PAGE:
This same selectivity that is relative to who can know God’s presence is nearby and to know Jesus is the Messiah can be seen when John told of Jesus predicting his death as the Passover Festival neared. There John wrote, “[Jesus said,] “Father, glorify your name!” Then a voice came from heaven, “I have glorified it, and will glorify it again.” The crowd that was there and heard it said it had thundered; others said an angel had spoken to him.” (John 12:28-29) The point of that is it says not everyone heard the voice of God speak. It was only heard by those who had opened their hearts to God, with faith in Jesus as His Son.
This inability of some to hear the voice of God is still in effect today. It is reminiscent of the event that was witnessed by an estimated crowd that ranges between 30,000 and 100,000 people. It occurred in Fatima, Portugal on October 13, 1917, as the sixth (and final) Marian apparition before three shepherd children (all on the 13th of the months from May and October). The children had prophesied that a miracle would take place on that final date, attracting a much larger crowd than prior. The “voice of God” can be read then as visual words (a picture is worth a thousand words), rather than spoken words. (source: Wikipedia)
The three shepherds of Fatima.
The voice of God for that event is called the “Miracle of the Sun.” According to the Wikipedia article about that event: “Newspapers published testimony from reporters and other people who claimed to have witnessed extraordinary solar activity, such as the sun appearing to “dance” or zig-zag in the sky, careen towards the earth, or emit multicolored light and radiant colors. According to these reports, the event lasted approximately ten minutes.”
This event was officially recognized by the Roman Catholic Church in 1930. However, there are critics of this recognition, such as reported by Wikipedia:
“According to theologian Lisa J. Schwebel, claims of the miracle present a number of difficulties. Schwebel states, “not only did not all those present not see the phenomenon, but also there are considerable inconsistencies among witnesses as to what they did see“. Schwebel also observes that there is no authentic photo of the solar phenomena claimed, “despite the presence of hundreds of reporters and photographers at the field.”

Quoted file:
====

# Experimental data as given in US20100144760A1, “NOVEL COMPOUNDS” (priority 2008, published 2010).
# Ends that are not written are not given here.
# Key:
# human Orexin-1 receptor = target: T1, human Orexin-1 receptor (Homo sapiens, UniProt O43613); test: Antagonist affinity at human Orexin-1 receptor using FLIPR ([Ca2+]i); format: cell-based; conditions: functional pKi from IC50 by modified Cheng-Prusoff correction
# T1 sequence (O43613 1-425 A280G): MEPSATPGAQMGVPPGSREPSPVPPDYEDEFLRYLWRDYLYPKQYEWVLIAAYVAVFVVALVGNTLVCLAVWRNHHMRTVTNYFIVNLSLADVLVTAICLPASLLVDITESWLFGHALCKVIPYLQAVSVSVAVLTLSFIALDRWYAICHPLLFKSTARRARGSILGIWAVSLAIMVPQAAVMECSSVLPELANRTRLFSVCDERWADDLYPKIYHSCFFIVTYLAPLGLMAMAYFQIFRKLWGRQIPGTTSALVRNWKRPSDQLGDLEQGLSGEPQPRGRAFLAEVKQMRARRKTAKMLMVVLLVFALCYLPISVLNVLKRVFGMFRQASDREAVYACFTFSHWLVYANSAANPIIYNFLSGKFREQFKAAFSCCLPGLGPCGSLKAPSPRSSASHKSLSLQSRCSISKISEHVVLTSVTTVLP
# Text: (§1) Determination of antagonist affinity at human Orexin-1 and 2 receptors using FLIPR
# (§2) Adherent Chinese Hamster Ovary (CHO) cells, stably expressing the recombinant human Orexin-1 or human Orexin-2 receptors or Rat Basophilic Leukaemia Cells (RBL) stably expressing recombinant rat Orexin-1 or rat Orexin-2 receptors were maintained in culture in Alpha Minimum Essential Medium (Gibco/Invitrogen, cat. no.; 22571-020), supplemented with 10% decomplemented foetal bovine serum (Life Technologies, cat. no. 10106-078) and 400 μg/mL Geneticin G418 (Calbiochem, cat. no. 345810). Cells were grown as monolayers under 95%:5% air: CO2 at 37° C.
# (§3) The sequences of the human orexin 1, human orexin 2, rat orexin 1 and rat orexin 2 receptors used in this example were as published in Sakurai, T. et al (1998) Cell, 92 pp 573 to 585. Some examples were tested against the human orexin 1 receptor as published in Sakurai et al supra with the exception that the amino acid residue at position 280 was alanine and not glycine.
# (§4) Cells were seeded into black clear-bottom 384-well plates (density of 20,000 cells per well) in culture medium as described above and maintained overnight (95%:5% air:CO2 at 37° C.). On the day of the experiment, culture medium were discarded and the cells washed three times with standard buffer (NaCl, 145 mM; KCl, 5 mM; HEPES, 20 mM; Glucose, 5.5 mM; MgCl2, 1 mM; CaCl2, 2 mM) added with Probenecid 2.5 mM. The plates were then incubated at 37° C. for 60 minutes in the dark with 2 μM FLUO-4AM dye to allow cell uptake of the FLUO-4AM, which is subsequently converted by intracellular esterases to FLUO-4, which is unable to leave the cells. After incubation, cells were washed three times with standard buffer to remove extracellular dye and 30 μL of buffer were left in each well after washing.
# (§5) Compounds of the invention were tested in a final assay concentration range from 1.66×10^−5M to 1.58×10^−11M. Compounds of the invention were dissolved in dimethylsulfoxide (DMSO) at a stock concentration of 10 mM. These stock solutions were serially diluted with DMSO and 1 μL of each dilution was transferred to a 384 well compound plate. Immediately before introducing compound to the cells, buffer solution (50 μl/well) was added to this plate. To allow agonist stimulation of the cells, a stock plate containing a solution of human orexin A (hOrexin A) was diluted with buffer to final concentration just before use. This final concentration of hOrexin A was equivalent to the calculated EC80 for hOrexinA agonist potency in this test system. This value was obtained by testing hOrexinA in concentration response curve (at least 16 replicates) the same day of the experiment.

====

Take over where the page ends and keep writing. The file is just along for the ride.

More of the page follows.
That is basically restating what Peter said about people not being able to see the risen Lord, as he spent time teaching the disciples for forty days before his Ascension. In John’s Gospel, where his words say, “The crowd that was there and heard it said it had thundered; others said an angel had spoken to him,” become a precise parallel to the criticism of “inconsistencies” that occurred in witnesses to the Miracle of the Sun. It is what should be expected, because not everyone is prepared by God to hear His Word.
In addition to the prophesied miracle that some witnesses claimed took place, no one in the crowd of onlookers said he or she saw the Virgin Mary. The three children knelt at the same spot they had been told to kneel each month (by an angel), with the crowd gathered each time seeing their gazes fixed upward, as if there was something above and before them. No one in the crowds gathered ever witnessed anything other than three children kneeling and gazing upward. However, after each visitation of the Virgin Mary, the accounts given by the children was how all three children had vividly seen the Blessed Mother, but only two could hear her speaking to them.
This too fits what John and Peter said, as the voice of God is relative to how well prepared one is to hear that word. The boy shepherd was said by the Virgin to need to do more repentance, which was why he could not hear. Still, he was uplifted by the visions he was allowed.
The proof of someone hearing the divinity of apostolic words being spoken is then found in Peter’s statement that the Gentiles began “speaking in tongues and extolling God.” That statement in Acts is actually divided into two separate segments (denoted by a comma), such that the word “and” has caused translators to omit the comma.
The Greek states, “lalountōn glōssais , kai megalynontōn ton Theon,” with a literal alternate translation saying, “proclaiming with languages , and enlarging (or increasing, or magnifying) the God.” This translation then allows one to stop being mesmerized by a concept that is misinterpreted by man – “speaking in tongues” – so that “languages” is more appropriate when the “voice of God” and “speaking the word” is the motivation for this reaction. Rather than them “extolling God,” the separation allows one to see how it was “the God” within them that was “increasing” their ability to speak the word, which the Gentiles suddenly were doing.